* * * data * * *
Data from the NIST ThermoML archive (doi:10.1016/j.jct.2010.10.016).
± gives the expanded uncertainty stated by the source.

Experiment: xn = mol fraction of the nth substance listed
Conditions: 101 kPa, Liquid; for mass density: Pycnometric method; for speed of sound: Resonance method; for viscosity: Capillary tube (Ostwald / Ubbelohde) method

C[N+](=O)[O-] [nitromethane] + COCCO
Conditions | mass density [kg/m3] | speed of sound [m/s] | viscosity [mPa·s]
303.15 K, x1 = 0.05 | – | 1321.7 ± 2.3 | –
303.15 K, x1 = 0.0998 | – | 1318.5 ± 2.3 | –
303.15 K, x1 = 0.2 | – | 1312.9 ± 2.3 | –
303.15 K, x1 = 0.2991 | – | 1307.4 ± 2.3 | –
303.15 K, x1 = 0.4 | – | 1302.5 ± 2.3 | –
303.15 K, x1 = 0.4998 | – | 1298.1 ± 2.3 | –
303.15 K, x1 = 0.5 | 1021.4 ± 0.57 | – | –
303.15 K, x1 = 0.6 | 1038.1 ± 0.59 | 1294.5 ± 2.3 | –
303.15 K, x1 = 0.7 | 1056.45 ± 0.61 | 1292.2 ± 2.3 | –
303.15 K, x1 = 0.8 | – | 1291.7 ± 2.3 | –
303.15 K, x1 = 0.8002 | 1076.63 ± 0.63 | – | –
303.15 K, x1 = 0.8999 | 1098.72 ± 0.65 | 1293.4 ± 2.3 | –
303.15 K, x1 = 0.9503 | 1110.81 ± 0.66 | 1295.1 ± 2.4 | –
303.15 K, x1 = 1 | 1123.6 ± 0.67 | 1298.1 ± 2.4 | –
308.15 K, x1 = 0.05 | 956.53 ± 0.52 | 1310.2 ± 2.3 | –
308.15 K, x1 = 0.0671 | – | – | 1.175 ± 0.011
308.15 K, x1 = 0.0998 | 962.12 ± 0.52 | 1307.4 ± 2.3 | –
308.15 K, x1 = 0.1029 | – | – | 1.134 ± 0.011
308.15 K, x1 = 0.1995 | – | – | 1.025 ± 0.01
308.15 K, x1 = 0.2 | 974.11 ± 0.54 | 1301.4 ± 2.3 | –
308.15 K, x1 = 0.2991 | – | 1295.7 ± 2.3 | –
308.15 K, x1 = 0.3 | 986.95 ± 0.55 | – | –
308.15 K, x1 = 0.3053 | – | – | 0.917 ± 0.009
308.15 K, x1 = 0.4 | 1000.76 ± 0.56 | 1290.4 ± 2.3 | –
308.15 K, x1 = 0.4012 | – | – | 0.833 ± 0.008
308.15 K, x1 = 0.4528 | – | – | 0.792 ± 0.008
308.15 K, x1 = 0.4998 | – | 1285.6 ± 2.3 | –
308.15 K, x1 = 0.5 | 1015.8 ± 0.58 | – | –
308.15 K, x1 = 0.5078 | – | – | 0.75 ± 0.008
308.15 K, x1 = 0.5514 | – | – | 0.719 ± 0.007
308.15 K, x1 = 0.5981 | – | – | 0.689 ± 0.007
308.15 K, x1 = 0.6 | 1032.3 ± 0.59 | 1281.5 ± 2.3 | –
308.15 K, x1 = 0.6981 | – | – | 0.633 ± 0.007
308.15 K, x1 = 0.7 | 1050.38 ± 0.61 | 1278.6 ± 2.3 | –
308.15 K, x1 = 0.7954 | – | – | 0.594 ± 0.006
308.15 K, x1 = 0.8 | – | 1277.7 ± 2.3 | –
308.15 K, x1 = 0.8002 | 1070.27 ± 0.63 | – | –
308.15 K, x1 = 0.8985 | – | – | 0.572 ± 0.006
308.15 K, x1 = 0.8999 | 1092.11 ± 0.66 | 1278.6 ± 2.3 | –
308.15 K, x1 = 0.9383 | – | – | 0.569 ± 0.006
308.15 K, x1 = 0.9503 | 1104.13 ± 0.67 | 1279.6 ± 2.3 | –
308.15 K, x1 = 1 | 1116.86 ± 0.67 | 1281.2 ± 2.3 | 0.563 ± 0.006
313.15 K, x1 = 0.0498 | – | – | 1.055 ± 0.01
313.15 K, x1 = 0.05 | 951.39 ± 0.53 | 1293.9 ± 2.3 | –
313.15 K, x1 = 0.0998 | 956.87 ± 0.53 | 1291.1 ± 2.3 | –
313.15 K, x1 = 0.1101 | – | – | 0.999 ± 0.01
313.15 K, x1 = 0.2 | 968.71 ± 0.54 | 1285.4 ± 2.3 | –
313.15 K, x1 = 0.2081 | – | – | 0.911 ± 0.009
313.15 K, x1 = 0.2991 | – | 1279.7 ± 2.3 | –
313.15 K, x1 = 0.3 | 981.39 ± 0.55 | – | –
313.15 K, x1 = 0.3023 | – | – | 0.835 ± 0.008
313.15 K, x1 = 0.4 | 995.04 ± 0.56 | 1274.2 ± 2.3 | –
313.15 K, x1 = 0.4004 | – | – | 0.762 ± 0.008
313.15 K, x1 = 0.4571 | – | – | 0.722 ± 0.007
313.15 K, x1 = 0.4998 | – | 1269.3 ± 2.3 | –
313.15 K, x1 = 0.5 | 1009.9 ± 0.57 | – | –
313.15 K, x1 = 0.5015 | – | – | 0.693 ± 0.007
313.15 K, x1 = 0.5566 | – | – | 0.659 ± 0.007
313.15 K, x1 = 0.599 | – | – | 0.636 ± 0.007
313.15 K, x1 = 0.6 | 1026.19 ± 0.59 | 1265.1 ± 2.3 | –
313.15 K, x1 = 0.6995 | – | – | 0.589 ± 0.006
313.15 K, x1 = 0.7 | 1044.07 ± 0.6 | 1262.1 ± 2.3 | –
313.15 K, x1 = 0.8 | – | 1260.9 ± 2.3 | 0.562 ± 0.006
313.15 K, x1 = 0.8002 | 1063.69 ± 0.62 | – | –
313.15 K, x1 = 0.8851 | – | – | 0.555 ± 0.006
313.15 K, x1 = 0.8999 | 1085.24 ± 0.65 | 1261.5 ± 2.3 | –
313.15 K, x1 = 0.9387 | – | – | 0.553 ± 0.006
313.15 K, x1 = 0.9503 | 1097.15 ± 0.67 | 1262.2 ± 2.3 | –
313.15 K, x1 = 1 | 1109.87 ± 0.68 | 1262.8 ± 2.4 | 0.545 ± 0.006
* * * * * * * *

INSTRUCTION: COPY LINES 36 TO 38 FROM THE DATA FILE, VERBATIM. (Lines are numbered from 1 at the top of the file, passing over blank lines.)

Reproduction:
308.15 K, x1 = 0.5514 | – | – | 0.719 ± 0.007
308.15 K, x1 = 0.5981 | – | – | 0.689 ± 0.007
308.15 K, x1 = 0.6 | 1032.3 ± 0.59 | 1281.5 ± 2.3 | –